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  • Writer's pictureSamantha Martin

Beyond the Bunny Suit: Gloria Steinem's Story and the Myth of Consent


Gloria Steinem went undercover as a Playboy bunny, in a telling experience she exposed the awful working conditions. From extremely uncomfortable and tight uniforms, so tight the zipper snagged skin and it was hard for her to breathe, to a physical, internal exam, she revealed the constant threats to the women of being docked demerits and being exposed by secret shoppers of sorts.


While the job promised a big paycheck, the women received far less pay than promised. While FEMISH often talks about femininity and freedom of expression that should be applied, we are very aware of the way the male gaze and how to please it is pushed onto girls and women. Unhealthy beauty standards exist and women have been surrounded by marketing that encourages them to seek outside validation. Magazine articles and media share tips on how to sexually please men, dress for men, and even act FOR men. As if a women's self expression and sexuality revolve around the male perspective. But that's what they want you to think.


It's okay to want to feel sexy. The issue here is consent and regulation. Anyone can consent to being sexualized. Is that what playboy bunny's did? Can we dismiss their experience with the assumption of consent? No. Consenting to being sexualized is NOT consent for disrespect, violence, or harrassment. Anyone should be able to consent to being sexualized while still feeling safe, still have autonomy over what they wear and their choices, while still having boundaries respected. Wearing "revealing" clothes is not consent to being sexualized. And let's not forget, we have a history of making it harder for women to earn money, a fact that is still true today. Playboy bunnies were promised a big paycheck, and it is not uncommon in society for someone to take a job or stay at a job that they don't like, because they need the money.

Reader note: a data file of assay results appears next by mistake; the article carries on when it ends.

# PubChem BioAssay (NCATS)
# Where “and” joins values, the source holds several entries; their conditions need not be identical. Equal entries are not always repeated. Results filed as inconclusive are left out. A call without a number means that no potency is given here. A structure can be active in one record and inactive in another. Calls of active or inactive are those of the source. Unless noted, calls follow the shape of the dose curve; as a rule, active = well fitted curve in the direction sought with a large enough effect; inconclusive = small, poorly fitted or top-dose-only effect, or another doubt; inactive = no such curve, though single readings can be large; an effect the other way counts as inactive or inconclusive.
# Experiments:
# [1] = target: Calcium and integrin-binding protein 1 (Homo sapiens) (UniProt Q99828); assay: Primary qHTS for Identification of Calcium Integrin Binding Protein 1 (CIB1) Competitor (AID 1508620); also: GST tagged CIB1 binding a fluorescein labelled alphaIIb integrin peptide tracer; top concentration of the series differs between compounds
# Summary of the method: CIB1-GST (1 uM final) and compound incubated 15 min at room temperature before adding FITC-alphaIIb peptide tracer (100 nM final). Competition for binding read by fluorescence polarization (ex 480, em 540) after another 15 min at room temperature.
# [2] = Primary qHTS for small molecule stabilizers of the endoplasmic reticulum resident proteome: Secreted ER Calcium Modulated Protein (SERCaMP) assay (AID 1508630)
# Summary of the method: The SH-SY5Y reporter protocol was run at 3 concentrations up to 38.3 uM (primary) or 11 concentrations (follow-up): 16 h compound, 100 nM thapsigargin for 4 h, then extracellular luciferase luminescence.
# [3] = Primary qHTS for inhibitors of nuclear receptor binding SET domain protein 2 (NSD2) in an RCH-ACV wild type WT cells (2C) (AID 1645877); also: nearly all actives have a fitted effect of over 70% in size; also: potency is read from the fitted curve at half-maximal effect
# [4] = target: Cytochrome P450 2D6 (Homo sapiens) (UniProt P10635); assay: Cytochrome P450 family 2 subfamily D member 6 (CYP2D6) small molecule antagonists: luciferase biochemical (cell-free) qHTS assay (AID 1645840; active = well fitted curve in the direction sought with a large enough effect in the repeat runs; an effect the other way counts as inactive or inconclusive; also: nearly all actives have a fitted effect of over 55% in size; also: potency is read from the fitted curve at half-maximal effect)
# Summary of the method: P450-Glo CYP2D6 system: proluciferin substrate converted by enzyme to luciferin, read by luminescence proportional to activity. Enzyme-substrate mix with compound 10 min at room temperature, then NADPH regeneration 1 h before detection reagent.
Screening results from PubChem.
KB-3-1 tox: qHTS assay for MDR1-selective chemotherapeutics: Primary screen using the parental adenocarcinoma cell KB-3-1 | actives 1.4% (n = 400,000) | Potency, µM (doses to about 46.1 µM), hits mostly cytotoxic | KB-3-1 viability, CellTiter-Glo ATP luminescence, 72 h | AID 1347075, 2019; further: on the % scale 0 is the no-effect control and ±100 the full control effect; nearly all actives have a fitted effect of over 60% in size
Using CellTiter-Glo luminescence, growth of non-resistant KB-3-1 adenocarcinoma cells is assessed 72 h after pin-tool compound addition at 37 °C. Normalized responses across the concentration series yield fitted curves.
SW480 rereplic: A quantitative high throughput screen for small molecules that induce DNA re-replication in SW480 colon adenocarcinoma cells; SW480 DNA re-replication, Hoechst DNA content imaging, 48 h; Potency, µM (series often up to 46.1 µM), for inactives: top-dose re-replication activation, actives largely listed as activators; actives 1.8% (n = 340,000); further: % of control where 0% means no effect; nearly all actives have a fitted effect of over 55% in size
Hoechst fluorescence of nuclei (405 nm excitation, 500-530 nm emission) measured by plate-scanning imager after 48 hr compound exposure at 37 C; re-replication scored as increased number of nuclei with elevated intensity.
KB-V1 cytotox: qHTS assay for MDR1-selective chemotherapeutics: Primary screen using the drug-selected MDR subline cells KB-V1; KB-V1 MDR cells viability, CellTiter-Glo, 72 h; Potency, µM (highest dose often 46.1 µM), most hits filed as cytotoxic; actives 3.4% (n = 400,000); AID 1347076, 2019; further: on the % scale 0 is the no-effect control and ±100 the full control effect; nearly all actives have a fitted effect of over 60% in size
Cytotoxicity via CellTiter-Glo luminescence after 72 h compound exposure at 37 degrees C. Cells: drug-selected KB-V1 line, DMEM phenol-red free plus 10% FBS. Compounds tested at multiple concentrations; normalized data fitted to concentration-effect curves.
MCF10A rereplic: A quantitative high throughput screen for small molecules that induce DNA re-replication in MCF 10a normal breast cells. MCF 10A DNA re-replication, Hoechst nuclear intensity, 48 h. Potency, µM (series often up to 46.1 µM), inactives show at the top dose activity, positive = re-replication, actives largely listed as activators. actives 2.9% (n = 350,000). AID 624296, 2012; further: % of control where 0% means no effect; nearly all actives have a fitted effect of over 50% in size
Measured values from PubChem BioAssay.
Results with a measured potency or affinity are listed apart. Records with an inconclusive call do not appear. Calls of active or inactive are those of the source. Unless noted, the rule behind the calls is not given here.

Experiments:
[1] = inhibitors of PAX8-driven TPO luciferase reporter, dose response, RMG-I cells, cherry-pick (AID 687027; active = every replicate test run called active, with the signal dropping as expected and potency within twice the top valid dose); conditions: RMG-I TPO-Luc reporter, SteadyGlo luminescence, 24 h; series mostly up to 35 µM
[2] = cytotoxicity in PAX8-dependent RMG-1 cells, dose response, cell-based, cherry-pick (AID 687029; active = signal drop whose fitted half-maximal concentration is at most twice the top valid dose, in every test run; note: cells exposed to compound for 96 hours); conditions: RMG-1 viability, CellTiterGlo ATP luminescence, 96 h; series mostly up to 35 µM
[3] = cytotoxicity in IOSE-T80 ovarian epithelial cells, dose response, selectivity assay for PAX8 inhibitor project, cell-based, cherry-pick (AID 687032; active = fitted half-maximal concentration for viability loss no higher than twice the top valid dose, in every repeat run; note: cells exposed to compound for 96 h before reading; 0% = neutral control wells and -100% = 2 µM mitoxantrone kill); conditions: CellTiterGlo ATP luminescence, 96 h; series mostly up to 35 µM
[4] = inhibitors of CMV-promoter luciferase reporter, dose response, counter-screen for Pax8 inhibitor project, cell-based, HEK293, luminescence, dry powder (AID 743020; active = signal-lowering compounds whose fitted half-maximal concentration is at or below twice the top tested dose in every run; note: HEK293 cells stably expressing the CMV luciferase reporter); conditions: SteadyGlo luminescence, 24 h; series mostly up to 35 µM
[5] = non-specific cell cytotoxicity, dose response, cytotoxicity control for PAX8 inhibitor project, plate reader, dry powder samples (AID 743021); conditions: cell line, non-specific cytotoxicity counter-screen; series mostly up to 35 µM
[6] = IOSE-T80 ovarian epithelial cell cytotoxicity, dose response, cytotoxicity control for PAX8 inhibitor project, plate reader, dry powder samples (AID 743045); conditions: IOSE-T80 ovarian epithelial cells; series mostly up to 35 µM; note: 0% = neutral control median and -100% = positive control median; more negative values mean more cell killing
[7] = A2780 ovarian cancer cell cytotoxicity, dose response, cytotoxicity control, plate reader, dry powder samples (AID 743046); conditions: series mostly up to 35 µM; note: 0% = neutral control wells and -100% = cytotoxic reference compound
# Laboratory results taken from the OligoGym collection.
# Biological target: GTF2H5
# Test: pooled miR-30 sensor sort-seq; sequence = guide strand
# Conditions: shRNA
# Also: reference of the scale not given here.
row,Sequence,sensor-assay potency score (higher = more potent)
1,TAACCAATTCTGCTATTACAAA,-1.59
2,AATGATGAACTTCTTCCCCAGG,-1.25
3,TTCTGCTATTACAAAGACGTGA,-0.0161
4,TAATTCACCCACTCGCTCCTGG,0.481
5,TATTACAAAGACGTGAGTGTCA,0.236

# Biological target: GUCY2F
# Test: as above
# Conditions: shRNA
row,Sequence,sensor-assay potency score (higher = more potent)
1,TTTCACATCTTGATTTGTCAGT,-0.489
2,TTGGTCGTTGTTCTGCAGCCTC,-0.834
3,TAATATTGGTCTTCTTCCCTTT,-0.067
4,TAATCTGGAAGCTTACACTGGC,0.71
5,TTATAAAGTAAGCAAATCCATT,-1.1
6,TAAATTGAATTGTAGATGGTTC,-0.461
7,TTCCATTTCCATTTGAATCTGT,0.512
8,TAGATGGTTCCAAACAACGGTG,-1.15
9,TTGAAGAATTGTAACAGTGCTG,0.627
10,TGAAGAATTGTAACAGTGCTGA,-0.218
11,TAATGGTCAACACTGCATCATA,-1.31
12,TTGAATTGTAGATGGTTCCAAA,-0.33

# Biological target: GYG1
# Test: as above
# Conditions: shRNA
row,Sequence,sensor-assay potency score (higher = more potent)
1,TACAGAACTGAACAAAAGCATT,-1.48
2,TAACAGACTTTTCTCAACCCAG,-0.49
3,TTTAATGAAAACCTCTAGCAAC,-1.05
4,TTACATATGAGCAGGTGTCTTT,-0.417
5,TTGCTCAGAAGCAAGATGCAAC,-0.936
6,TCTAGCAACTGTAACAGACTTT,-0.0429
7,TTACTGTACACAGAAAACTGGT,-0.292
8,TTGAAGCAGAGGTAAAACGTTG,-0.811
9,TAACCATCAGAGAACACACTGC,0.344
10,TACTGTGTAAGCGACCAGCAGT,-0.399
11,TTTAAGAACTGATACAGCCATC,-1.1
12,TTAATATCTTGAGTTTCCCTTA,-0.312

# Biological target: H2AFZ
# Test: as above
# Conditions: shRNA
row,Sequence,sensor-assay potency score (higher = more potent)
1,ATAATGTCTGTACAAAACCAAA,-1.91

Society looks at women who dress "immodestly" and devalues them, judges them. Makes assumptions about their motivation, choices, and sexual orientation. Every part of a woman's body has been sexualized: shoulders, belly buttons, backs, legs, in addition to the obvious. And this sexualization has led to systemic regulation: If you want to look professional, cover up your body, if you want respect, cover up your body, if you want to learn in school, cover up your body, if you are a feminist, cover up your body, it is all encouragement to conform to the patriarchal idea that female bodies are inheritently sexual because straight men say so. Society acts as enforcer by imposing these biases, discriminations, and consequences to those who do not follow the social dress code regulations.


What if we lived in a society where anyone could dress how they want, express themselves how they want, and we didn't assume all these decisions were made with men at the center of them?


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